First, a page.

if the joint itself is not affected. With true joint involvement, synovitis gives rise to
pain and tenderness, especially over the lateral aspect of the radio -humeral joint.
Later the entire elbow may be swollen. Movements are restricted but, if bone
destruction is marked, the joint becomes unstable.
Gout and pseudogoutThe elbow – or more precisely the olecranon bursa –is a favourite site for gout. In an
acute attack the area rapidly becomes painful, swollen and inflam ed. The swelling and
redness may extend well down the forearm and the condition is easily mistaken for
cellulitis or joint infection. The serum uric acid level may be raised and the bursal
aspirate will contain urate crystals.
Treatment is with high dosag e anti-inflammatory preparations. Similar attacks occurin pseudogout, due to the deposition of CPPD crystals, which can be identified in the
Stiffness of the elbowStiffness of the elbow may be due to congenital abnormalities (various types of
synostosis, or arthrogryposis), infection, inflammatory arthritis, osteoarthritis or the
late effects of trauma.
Post-traumatic stiffnessFor reasons that are not entirely clear, the elbow is particularly prone to post -
traumatic stiffness. The more obvious causes (as with other joints) are either extrinsic
(e.g. soft -tissue contracture or heterotopic bone formation), intrinsic (e.g. intra -
articular adhesions and articular incongruity), or a combination of these. Clinical
assessment should include exa mination of all the joints of the upper limb as well as an
evaluation of the functional needs of the particular patient.
T he most effective treatment is prevention, by early active movement through a
functional range. if movement is restricted and fails to improve with exercise, serial
splintage may help; aggressive passive manipulation may aggravate more than help.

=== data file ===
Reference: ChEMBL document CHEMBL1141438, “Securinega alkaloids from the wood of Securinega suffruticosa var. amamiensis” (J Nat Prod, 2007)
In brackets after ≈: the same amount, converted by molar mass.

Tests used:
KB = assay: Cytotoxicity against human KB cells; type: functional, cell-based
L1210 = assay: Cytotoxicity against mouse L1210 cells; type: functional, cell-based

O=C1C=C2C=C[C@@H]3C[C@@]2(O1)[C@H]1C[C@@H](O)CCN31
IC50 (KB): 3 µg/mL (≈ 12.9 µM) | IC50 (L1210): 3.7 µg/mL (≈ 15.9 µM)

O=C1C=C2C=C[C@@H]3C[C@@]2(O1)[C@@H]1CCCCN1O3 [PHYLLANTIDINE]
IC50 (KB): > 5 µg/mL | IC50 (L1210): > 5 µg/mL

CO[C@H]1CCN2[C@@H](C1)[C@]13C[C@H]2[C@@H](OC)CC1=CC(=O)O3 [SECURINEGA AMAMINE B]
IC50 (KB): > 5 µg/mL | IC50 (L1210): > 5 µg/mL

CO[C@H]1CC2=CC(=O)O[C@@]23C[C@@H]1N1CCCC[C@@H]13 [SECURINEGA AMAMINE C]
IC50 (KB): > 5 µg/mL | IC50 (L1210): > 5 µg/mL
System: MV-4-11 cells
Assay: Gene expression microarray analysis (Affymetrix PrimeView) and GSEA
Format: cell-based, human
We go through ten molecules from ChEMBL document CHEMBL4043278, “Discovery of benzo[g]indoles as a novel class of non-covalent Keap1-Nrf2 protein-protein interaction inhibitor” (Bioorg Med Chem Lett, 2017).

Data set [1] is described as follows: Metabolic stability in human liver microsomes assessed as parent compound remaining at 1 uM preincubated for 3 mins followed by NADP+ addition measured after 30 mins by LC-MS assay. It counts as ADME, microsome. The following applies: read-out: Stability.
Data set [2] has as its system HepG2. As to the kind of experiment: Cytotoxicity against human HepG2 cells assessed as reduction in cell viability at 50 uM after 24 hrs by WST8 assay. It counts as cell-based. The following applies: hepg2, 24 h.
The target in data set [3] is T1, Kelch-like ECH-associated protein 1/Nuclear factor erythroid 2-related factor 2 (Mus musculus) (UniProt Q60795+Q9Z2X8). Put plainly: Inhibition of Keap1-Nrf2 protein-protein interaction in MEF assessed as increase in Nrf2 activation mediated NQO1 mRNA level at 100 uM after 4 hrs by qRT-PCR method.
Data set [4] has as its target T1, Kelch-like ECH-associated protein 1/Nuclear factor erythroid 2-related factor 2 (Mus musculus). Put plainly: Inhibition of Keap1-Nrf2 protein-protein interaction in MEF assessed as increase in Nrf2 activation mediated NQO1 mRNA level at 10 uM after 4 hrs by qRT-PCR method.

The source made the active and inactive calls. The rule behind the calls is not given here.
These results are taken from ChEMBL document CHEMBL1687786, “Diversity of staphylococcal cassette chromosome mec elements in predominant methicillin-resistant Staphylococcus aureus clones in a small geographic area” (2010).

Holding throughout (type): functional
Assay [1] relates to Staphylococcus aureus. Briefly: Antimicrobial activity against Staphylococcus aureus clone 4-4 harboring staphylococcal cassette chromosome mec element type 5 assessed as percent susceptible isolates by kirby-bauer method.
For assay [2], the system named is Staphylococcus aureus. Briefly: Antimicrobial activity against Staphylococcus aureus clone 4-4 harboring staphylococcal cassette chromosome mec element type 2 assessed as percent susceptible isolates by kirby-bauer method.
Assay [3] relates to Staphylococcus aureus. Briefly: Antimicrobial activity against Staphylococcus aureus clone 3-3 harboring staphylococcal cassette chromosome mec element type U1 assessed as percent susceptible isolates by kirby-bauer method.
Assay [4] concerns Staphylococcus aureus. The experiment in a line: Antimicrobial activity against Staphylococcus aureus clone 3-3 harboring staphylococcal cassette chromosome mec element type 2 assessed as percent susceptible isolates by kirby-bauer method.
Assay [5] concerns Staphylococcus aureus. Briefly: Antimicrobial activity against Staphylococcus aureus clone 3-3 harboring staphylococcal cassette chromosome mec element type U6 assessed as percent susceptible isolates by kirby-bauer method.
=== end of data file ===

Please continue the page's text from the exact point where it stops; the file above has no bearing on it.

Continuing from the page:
EpicondalgiaThe elbow is prone to painful disorders of the tendon attachment. Sometimes this
occurs spontaneously, sometimes after sudden una ccustomed use.
Tennis elbow (lateral epicondalgia)Pain and tenderness over the lateral epicondyle of the elbow (or, more accurately, the
bony insertion of the common extensor tendon) is a common complaint among tennis
players – but even more common in non- players who perform similar activities
involving forceful repetitive wrist extension. It is the extensor carpi radialis tendon
(which automatically extends the wrist when gripping) which is pathological in tennis
The patient is usually an active individual of 30 or 40 years. Pain comes on gradually,
often after a period of unaccustomed activity involving forceful gripping and wrist
extension. It is usually localized to the lateral epicondyle, but in severe cases it may
radiate widely. It is aggravated by movements such as pouring out tea, turning a stiff
doorhandle, shaking hands or lifting with the forearm pronated. Among tennis players
it is usually blamed on faulty technique.
The elbow looks normal, and flexion a nd extension are full and painless.
Characteristically there is localized tenderness at or just below the lateral
epicondyle; pain can be reproduced by passively stretching the wrist extensors (by the
examiner acutely flexing the patient’s wrist with the f orearm pronated) or actively by
having the patient extend the wrist with the elbow straight.
X -ray is usually normal, but occasionally shows calcification at the tendon origin.
The first step is to identify, and then restrict, those activities wh ich cause pain.
Modification of sporting style may solve the problem. A tennis elbow clasp is helpful.
The role of physiotherapy and manipulation is uncertain. Injection of the tender area
with corticosteroid and local anaesthetic relieves pain but is not curative.
Some cases are sufficiently persistent or recurrent for operation to be indicated. The
origin of the common extensor muscle is detached from the lateral epicondyle.
Golfer’s elbow (medial Epicondylitis)This is similar to tennis elbow but about three times less common. In this case it is the
pronator origin that is affected. Often there is an associated ulnar nerve neuropathy.
A medial collateral ligament injury should be excluded.
Treatment is the same as for lateral epicondylitis but the outcome of surgery seems
Baseball pitcher’s elbowRepetitive, vigorous throwing activities can cause damage to the bones or soft -tissue
attachments around the elbow. Professional baseball players may develop hypertrophy
of the lower humerus and incongruity of the joint, or loose -body formation and
BursitisThe olecranon bursa sometimes becomes enlarged as a result of continual pressure or
friction; this used to be called ‘student’s elbow’. If the enlarge ment is a nuisance the
fluid may be aspirated.
The commonest non- traumatic cause is gout ; there may be a sizeable lump with
calcification on x -ray. In rheumatoid arthritis , also, the bursa may become enlarged,
and sometimes nodules can be felt in the lump or just distal to it over the proximal
ulna. In both conditions other joints are likely to be affected as well.